Last post on Jan 11, 2005 at 9:25 AM
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Acura RSX, MINI Cooper
#7 of 12 Re: nippononly and crunch... [hpmctorque]
Nov 20, 2004 (7:13 am)
I've noticed that quite a few people are sensitive to the premium fuel issue. It isn't that big of a deal to me. For the amount of driving that I do, it's about $1.50 per week in additional expense. A larger, and almost always overlooked expense on the MCS is tire wear. The car begs for spirited driving, which consumes tires. 4 new runflats mounted and balanced = $700 and up depending on the brand. 4 new performance, non-runflats (yokos or Falken) $500+. This is about every 12 to 18 months, depending on your driving style. I'm sure that a frugal driver will beat this but most don't get the MCS to drive slowly.
As far as Toyota/Scion products go, I get the impression that all my local dealers are jerks. I once tried to get info on a Prius and was treated poorly so I've ruled out any of their products until they change or I move.
I have always been a Honda/Acura fan. If they would build a version of the Odyssey, I'm sure that the wife would be first in line. (She would still keep her MINI though).
Nov 20, 2004 (12:35 pm)
You're right, the incremental cost of premium isn't great, but it's the idea that regular fuel is consistent with the fuel economy expectations of those who consider the NA Mini a well engineered, sporty economy ride.
Nov 28, 2004 (11:41 pm)
"Your comments about the tC's handling versus the other two, but particularly in comparison to the RSX, were very significant."
If you are an enthusiast driver, the tC is not in the same camp as the other two: heavy understeer and what I would call excessive body roll in cornering.
I was interested to note crunch's comments on tires. Extrapolating from the wear on my tires so far (mileage at almost 16K), I would guess these tires will go at least 50K. The downside is that the stock tire is pretty crappy, the worst Michelins I have ever owned. Traction is not good - they are too easy to break loose even on dry pavement. And they are noisy, as I noted above. I am hoping to eliminate some of this car's road noise by replacing the tires with something quieter when that time comes.
I see both of your points on the 87 versus 91 octane thing. With the amount of driving I do, I would pay about $10 more per month if my car required premium. Not much, I will concede. But certainly for a car like the base Cooper, which retails somewhere around $17K in its most basic form, I would not expect to have to ante up for premium, given the price range. I guess it's just the principle of the thing, since the $10 certainly wouldn't kill me. Now in a top of the line model, like Cooper S or RSX-S, it seems more consistent with the mission of the car to require premium.
Lastly, as to the depreciation thing, Acuras/Hondas hold their value best among the non-European set, and even though Minis sell for sticker and Acuras don't, I am confident that they will depreciate at about the same rate (I say that having NOT researched how well Minis hold their value, but I imagine it is really well, given the cult attractiveness of the car and the fact that they are fairly rare). But you are right, hpm, that I do not prioritize the car's depreciation or initial value factor over other attributes, like reliability, fuel efficiency, and most importantly FUN!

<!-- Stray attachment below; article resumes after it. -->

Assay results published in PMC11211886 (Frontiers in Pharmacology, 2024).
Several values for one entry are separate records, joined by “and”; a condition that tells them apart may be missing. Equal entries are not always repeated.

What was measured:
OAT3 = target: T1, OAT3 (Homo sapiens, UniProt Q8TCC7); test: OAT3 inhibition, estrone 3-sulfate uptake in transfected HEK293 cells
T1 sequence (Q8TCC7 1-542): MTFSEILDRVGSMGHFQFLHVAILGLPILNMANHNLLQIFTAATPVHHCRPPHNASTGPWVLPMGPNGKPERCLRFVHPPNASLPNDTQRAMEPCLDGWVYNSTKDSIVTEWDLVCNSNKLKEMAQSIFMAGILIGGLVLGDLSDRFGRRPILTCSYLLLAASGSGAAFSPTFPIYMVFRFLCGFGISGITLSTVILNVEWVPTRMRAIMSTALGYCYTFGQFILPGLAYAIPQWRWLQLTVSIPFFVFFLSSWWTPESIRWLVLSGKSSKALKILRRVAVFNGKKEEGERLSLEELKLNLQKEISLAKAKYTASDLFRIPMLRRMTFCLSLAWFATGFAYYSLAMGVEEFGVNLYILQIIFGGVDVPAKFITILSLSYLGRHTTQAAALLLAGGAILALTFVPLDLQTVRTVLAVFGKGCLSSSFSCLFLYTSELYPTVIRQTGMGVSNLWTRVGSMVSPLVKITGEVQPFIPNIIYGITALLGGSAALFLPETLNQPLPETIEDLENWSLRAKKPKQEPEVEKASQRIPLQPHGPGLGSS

Nov 29, 2004 (7:13 am)
Your thoughts regarding 87 vs. 91 octane parallel mine exactly.
On the Mini's depreciation, it may be a little early to know, since it's still a relatively new model. Advertised selling prices of used Minis would indicate a high residual value, but I don't know if that's consistent with actual selling prices. BMW's strategy of managing the supply of Minis is certainly helping resale values, unlike, say, Ford's strategy of producing as many, or, arguably, more Tauruses than the market can comfortably absorb. The fact that the Mini is desirable, which keeps demand relatively strong, is the other part of the equation on residual values. It appears that Acura is steering (forgive the pun) a middle course with the RSX, which would explain why the RSX's depreciation rate (from list price, at least) is greater than the Mini's, but much better than the Taurus'.
#11 of 12 to anyone who owns a mini
Jan 11, 2005 (12:56 am)
i own a 2004 mini cooper with the CVT transmition. i have noticed that bob smith mini, the local dealer, is in compitant. i have an issue with the engine bogging out and chugging while idle, at slow speeds, or in reverse. does anyone have any idea why this is or does anybody else have this problem? another problem i have is that when I'm on the freeway going about 70-75 mph, the passenger side door whistles like the wind is getting through the window or the door but everything is shut correctly. does anyone know what the hell i can do because I'm getting no help from the local dealer.
#12 of 12 Re: to anyone who owns a mini [willsie]
Jan 11, 2005 (9:25 am)
I'm sorry to hear about your problems with the Mini. Dont expect to get much of a response on this forum...its not the right one for your quiry. Try the MiniCooper(S& base styles) forum or MINI problems and solutions.